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The Nature of Economies by Jane Jacobs

The Nature of Economies (original 2001; edition 2001)

by Jane Jacobs

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306560,557 (3.61)1
Looks at the connections between economics and nature and examines whether economic systems are shaped by the same forces at work in nature.
Title:The Nature of Economies
Authors:Jane Jacobs
Info:Vintage (2001), Paperback, 208 pages
Collections:Your library

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The Nature of Economies by Jane Jacobs (2001)

  1. 00
    Ishmael by Daniel Quinn (aneurysm1985)
    aneurysm1985: Both are about similar social-ecological issues. And both are the result of the authors (Jacobs and Quinn) enlightening readers about non-fiction topics through the use of fictional characters and Platonic dialogue. Both novels are written with the overarching purpose of educating their readers about unfamiliar topics.… (more)

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Showing 5 of 5
Little too eclectic for may taste. Platonic dialogue of friends is superfluous - it doesn't add clarity nor interest. ( )
  parp | Aug 29, 2016 |
A fairly interesting approach to writing about a certain way to view economic structures, Jacobs invents a cast of characters (named, I have to assume, after dead 18th century English folks...plus a Kate. Or maybe these are common names in contemporary Toronto - the late Jacob's adopted hometown? I dunno.) in a series of dialogues, or rather, politely interrupted monologues offered up by some cat named Hiram to the perpetuity potentially offered by Armbruster's tape recorder (yeah, really). Ostensibly it's about the guy's theory that, while not directly modeled on natural processes, general economic structures are governed by the same systems that govern nature, in fact, that necessarily govern everything. I think that was the general thrust.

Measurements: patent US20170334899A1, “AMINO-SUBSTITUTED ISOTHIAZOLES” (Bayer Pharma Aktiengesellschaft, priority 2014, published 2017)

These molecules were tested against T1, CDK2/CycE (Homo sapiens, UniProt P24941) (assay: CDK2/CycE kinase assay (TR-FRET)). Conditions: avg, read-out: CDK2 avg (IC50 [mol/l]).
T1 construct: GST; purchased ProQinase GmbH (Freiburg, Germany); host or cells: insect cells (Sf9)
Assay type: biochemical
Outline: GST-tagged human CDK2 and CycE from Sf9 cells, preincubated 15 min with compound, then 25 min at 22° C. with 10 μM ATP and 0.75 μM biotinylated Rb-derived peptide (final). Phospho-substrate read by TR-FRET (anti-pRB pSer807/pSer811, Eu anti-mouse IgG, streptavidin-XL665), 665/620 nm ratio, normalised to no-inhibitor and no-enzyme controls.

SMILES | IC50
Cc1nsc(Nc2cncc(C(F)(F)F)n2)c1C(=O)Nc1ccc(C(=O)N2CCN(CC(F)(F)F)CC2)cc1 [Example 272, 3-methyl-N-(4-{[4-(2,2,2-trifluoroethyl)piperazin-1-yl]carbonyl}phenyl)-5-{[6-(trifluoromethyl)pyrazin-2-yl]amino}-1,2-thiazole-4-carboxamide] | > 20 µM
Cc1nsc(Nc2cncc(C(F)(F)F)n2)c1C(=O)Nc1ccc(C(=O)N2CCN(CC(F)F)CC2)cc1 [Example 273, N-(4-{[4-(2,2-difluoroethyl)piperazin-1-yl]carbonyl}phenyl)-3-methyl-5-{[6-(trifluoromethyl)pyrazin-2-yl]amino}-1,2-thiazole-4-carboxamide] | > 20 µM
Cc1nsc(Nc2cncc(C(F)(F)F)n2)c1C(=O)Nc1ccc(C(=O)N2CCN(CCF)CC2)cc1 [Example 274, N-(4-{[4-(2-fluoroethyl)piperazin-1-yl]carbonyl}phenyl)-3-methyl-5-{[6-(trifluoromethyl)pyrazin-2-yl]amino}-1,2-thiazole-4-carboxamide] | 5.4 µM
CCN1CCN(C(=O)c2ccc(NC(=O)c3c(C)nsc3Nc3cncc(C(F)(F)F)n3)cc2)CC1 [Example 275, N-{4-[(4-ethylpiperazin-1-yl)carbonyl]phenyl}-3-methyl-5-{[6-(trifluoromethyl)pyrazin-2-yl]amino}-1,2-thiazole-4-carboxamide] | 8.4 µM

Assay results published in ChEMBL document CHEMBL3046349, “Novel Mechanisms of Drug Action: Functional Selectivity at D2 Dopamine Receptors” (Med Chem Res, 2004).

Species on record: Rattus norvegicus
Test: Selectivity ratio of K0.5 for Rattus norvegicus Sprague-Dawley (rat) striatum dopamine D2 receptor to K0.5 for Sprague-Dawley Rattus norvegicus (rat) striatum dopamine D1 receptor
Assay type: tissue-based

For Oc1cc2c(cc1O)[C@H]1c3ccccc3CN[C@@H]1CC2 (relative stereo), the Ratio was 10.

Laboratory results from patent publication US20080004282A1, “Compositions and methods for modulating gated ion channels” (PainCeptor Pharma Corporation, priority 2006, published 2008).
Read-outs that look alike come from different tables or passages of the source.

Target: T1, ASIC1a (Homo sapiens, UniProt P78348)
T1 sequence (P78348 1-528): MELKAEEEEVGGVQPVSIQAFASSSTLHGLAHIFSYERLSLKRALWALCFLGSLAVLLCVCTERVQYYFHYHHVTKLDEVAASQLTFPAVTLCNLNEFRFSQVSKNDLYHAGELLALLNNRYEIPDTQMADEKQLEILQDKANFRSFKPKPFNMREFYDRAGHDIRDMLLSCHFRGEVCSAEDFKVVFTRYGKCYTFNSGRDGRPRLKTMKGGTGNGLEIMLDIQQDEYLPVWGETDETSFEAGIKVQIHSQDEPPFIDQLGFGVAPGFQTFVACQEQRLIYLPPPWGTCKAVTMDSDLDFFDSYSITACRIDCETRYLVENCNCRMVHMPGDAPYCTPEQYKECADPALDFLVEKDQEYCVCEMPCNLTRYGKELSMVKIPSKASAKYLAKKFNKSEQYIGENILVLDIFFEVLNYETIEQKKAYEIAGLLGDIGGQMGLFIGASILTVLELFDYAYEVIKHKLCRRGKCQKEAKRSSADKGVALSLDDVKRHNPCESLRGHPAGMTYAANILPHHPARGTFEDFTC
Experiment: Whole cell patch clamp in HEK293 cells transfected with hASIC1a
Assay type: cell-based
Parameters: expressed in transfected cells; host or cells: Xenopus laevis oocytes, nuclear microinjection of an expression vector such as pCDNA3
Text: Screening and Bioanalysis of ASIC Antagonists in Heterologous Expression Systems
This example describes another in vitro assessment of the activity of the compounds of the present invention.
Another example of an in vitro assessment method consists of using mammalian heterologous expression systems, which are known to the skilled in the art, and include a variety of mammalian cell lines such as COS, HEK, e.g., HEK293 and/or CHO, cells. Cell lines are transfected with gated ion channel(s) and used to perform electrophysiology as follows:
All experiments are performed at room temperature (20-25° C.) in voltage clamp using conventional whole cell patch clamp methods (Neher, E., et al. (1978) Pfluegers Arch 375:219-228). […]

To make these curious discussions support this concept, or to at least prove interesting to the reader, Jacobs seemingly draws examples from a grab bag filled with everything from some unpublished 1950-something lecture to numerous recent articles from the The Globe and Mail. So all this comes off as unbridled randomness ever-so-slightly reined in by these peculiar seminar-like scenarios. Nonetheless, I found it engaging – if only because my exposure to non-architecture/urban stuff is woefully inadequate. I would recommend, at the conclusion of each chapter, looking to the non-footnoted notes in the back as she dedicates a brief description and source(s) for each specific item thrown out during these “conversations.” ( )
  mjgrogan | Jul 17, 2009 |
A good continuation of her previous work, Systems of Survival. The Nature of Economies is not quite as good, but it's still very worthwhile. The idea of import replacement has stuck with me ever since I read this. ( )
  thebookpile | Apr 25, 2008 |
Jacobs, Jane. The Nature of Economies. The Modern Library, New York, 2000. This book draws parallels between ecosystems and economies. These are two things that I have always thought very similar; on a first reading, there is little in Jacobs's book that adds fundamental clarity to my thoughts --- she just raises the same intuitive notions that I've long had. The one section that I found new and exciting, however, was the section on economic expansion. Measuring the fundamental health of an economy in terms of import-stretching makes perfect intuitive sense and it adds much insight to the contemplation of macroeconomics. Reading this short book is worth it for that idea alone. I intend to chase down the references in the notes to see if I can find more interesting general principles for complex systems that can be applied to ecosystems, economies, and perhaps even the development of computer software (the chic ``complexity theory'' everybody's talking about these days).
  BrianDewey | Jul 30, 2007 |
Jacobs tries to turn what should have been a work of pure theory/commentary, into a novel with narrative, to make it readable. It is a bit awkward, but if you can get beyond that it is another good book from this great thinker. ( )
  danielmacy | Jun 30, 2006 |
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